Are Surrogate Mothers Related to the Baby They Carry?

When it comes to genetic relationships between surrogates and the children they carry, there is still a lot of confusion out there. Surrogacy is a fairly new family-building method for many people — which means that outdated information and misconceptions about this process tend to spread like wildfire.

Those who are new to the surrogacy process often ask a few big questions:

Is a surrogate mother genetically related to the child she carries?

Can a baby look like the surrogate mother?

Does a surrogate mother transfer DNA to the baby she carries?

The most common answer to all of these questions? No.

Modern surrogacy is very different from the surrogacy of decades past. New advances in medicine have enabled family-building professionals to offer safe and effective surrogacy options that didn’t exist before. And, at the Law Offices of James Fletcher Thompson, we are here to provide the surrogacy options you want and the information you need to choose the best path for you.

Want to learn more today? Give our team a call at 864-573-5533 or contact us online.

In the meantime, we’ll answer one of the most important questions to help you get started: Are surrogate mothers related to the baby they carry?

First, a Note About the History of Surrogacy

When people ask, “Does a surrogate mother transfer DNA to the baby?” or any question of that nature, it’s typically because they are aware of the history of surrogacy. For decades, any surrogacy arrangement had to be a traditional surrogacy — that is, a surrogacy in which the woman carrying the child was genetically related to that child. The child was either conceived through the traditional way or through an artificial insemination. And, even after in vitro fertilization became possible, it was normal for a surrogate to donate her eggs for the IVF process.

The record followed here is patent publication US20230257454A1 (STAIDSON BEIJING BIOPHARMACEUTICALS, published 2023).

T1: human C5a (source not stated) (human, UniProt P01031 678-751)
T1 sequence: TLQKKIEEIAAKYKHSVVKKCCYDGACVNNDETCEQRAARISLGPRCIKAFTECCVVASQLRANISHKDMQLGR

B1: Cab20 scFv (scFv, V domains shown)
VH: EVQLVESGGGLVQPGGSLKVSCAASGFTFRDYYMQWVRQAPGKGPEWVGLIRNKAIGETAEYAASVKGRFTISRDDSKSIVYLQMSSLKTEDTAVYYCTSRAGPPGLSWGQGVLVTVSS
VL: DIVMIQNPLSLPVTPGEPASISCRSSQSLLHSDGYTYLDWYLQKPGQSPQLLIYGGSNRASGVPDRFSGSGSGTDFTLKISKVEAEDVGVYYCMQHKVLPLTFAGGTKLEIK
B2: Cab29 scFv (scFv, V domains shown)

It’s from this history that some of the biggest assumptions and misconceptions about the surrogacy process arise. Many people don’t know about modern surrogacy (more on that below), so they automatically assume that surrogate mothers are related to the baby they carry.

While this is the case in some surrogacy journeys today, it’s not at all as common as you might think.

Gestational Surrogacy: The Modern Way

At the Law Offices of James Fletcher Thompson, we are dedicated to providing the safest legal surrogacy options for all of our intended parents and gestational carriers. That means we solely work with clients who are interested in gestational surrogacy — that is, surrogacy in which surrogates do not contribute DNA or their own eggs to the embryo that they carry.

As you research your surrogacy options in South Carolina, you’ll find that journeys in which surrogate mothers are related to the baby are few and far between. This is for several reasons — but mainly for your safety during the entire process.

With the advance of assisted reproduction methods in the last few decades, traditional surrogacy has gradually been replaced with gestational surrogacy, in which the embryo is created through IVF using gametes from the intended parents and/or donors — not the gestational surrogate. Gestational surrogacy has become the widely accepted surrogacy path for intended parents and gestational carriers across the U.S. because: